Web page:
Albert Moore, Attorney at Law

How Is Mediation Different From Arbitration In A Business Dispute?


Mediation is different from arbitration in that a mediator does not have any authority to enter a ruling, finding or order. Instead, the mediator is simply there in an attempt to convince the parties to agree to a settlement. Everything is confidential in mediation, so if the parties don’t agree to whatever is discussed, it will not be used against them if the case goes to litigation. After mediation, they’ll break off into separate meetings with the parties and try to point out that there may be a possible weakness in one party’s view of the case. A mediator can encourage that person to consider compromising and asking for less than they had initially. A mediator could tell the party who is being asked to pay that they may not walk away unscathed if the issues are litigated. They may suggest that that party increase their offer in order for both sides to reach an agreement.

With arbitration, there is a third party who hears evidence, takes the testimony and makes the decision. Arbitration is very similar to litigation whereby a judge would hear the matter and make an order. There is binding and non-binding arbitration. If it’s binding, then the parties have to live with whatever the arbitrator decides. If it’s non-binding, the losing party could still petition the court and proceed to litigation.

What Are Some End Results To Real Estate Dispute Litigations?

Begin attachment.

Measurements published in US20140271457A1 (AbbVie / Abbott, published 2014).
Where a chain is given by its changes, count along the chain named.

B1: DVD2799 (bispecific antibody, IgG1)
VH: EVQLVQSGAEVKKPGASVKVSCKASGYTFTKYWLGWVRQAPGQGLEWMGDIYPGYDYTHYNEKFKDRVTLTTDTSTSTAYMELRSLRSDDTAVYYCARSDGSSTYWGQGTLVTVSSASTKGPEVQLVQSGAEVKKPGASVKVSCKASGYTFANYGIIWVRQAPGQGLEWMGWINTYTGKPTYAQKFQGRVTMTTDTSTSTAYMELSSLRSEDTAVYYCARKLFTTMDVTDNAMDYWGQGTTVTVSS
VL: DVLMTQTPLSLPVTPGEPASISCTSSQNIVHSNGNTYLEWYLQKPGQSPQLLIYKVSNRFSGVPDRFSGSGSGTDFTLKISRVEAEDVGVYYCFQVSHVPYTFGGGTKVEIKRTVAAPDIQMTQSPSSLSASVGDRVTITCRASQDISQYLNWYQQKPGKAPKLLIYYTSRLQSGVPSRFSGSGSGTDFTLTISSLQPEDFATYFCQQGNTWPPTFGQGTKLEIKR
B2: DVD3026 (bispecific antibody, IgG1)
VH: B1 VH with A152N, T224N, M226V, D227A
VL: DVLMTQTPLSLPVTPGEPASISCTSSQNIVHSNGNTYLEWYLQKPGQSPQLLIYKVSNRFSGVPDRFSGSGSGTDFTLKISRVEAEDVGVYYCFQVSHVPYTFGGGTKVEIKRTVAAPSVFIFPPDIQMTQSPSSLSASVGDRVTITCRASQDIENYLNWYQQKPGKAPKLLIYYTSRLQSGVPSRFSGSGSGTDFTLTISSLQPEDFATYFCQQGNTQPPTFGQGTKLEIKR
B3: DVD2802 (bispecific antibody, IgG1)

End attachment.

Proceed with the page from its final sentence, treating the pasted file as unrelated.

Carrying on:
One of the remedies to real estate disputes involves asking a judge for a specific performance. So, if a seller and a buyer agree to purchase and they sign the contract and the buyer backs out without a legal reason for doing so, then the seller can sue the buyer for damages. Those damages may be compensatory or liquidated. The specific damages are spelled out in the contract. Alternatively, a seller could say that the judge needs to order a specific performance of the contract, which means that the other side would have to go through with the deal and purchase the property.

If a buyer finds out that there are issues with the property and if it is an “as is” contract, then the seller’s obligations would be lower than they would be under a contract that warrants the condition of the property. Even under an “as is” contract, the seller still has to disclose the defects of which they are aware. The defects may not be immediately discernible to the buyer, and maybe not even to an inspector.

Is There A Statute Of Limitations On A Real Estate Case?

In Florida, the statute of limitations is five years on a written contract and four years on an oral contract. However, we also have what are called the statute frauds, which means that if you have contracts for the sale and purchase of real estate, they are not enforceable unless they are in writing. So, typically the statute of limitations is going to be five years. There are exceptions to that when you start delving into condominium and HOA issues, but if you’re strictly talking about the sale and purchase of real estate, it will typically be five years.

Should I Use The Same Real Estate Attorney For The Transaction And The Litigation?

I don’t think it’s absolutely necessary to use the same attorney for the transaction and the litigation. If the party is comfortable with the attorney who handled it, then there is nothing that would bar them from using that attorney again. In fact, it would be advantageous for the attorney to be familiar with the facts that lead to the dispute. It would come down to whether or not the client felt comfortable with the attorney that they used on the transactional end. If they did, then they certainly could use that same attorney to litigate (as long as that attorney does litigate).

For more information on Mediation & Arbitration In Business Issues, an initial consultation is your next best step. Get the information and legal answers you are seeking by calling (772) 919-2542 today.

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